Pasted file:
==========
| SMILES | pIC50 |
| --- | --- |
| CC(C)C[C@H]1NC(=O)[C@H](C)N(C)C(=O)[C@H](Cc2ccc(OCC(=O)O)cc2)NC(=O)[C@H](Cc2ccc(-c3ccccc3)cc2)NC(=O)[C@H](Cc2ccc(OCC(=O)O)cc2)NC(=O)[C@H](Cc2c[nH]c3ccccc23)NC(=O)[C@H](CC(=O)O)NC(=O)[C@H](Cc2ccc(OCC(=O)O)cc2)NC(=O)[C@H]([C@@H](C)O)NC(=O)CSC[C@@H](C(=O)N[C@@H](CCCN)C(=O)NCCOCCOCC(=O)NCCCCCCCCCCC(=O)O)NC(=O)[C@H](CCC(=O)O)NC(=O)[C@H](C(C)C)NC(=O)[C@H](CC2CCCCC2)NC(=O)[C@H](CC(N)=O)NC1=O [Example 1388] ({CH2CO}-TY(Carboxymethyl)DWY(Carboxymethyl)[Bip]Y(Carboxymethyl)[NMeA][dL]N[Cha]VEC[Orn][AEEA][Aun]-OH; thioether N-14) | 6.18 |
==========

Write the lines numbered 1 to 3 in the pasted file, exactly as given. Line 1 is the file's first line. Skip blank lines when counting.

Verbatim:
| SMILES | pIC50 |
| --- | --- |
| CC(C)C[C@H]1NC(=O)[C@H](C)N(C)C(=O)[C@H](Cc2ccc(OCC(=O)O)cc2)NC(=O)[C@H](Cc2ccc(-c3ccccc3)cc2)NC(=O)[C@H](Cc2ccc(OCC(=O)O)cc2)NC(=O)[C@H](Cc2c[nH]c3ccccc23)NC(=O)[C@H](CC(=O)O)NC(=O)[C@H](Cc2ccc(OCC(=O)O)cc2)NC(=O)[C@H]([C@@H](C)O)NC(=O)CSC[C@@H](C(=O)N[C@@H](CCCN)C(=O)NCCOCCOCC(=O)NCCCCCCCCCCC(=O)O)NC(=O)[C@H](CCC(=O)O)NC(=O)[C@H](C(C)C)NC(=O)[C@H](CC2CCCCC2)NC(=O)[C@H](CC(N)=O)NC1=O [Example 1388] ({CH2CO}-TY(Carboxymethyl)DWY(Carboxymethyl)[Bip]Y(Carboxymethyl)[NMeA][dL]N[Cha]VEC[Orn][AEEA][Aun]-OH; thioether N-14) | 6.18 |